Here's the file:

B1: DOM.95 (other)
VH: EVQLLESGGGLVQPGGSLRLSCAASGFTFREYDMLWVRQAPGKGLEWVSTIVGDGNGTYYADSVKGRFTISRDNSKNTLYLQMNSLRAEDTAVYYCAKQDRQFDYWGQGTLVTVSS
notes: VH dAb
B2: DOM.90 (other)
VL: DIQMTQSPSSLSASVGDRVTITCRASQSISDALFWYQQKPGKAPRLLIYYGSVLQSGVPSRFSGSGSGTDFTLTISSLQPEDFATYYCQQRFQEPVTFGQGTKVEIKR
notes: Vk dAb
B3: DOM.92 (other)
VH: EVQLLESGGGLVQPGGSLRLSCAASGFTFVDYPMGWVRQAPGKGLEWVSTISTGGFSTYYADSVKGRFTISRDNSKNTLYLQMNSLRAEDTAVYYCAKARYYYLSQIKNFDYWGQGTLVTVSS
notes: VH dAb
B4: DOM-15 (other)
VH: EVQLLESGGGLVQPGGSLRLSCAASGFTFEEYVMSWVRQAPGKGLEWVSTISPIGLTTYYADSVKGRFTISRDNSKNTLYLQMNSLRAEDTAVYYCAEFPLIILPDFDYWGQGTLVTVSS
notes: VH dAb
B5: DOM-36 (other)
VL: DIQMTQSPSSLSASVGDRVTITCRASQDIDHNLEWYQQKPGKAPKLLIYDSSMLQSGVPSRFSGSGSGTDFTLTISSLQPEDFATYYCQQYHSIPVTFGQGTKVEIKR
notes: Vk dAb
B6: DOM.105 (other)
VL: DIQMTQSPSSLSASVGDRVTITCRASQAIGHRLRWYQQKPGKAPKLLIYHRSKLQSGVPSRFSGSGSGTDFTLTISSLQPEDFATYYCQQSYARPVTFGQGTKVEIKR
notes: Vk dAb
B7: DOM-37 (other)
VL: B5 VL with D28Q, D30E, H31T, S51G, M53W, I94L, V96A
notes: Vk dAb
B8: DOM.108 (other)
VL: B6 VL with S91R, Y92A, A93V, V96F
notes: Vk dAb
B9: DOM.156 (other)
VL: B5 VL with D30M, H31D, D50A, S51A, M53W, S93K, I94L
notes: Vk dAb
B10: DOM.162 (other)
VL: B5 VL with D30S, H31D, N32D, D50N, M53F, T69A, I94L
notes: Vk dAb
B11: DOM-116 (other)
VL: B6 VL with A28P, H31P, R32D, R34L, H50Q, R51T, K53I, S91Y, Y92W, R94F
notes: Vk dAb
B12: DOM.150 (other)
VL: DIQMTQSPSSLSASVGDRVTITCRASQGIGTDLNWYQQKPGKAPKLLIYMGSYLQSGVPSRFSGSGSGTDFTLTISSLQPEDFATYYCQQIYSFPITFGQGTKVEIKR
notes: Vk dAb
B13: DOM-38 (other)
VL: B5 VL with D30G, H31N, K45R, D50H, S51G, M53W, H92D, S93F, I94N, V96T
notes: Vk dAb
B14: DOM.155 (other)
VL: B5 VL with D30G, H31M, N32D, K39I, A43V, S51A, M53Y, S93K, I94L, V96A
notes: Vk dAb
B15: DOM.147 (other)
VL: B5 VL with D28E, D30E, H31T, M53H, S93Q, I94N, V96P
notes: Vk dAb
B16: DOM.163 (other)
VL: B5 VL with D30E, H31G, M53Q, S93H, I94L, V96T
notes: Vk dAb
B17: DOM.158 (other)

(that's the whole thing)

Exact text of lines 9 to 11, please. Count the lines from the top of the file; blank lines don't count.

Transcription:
notes: VH dAb
B4: DOM-15 (other)
VH: EVQLLESGGGLVQPGGSLRLSCAASGFTFEEYVMSWVRQAPGKGLEWVSTISPIGLTTYYADSVKGRFTISRDNSKNTLYLQMNSLRAEDTAVYYCAEFPLIILPDFDYWGQGTLVTVSS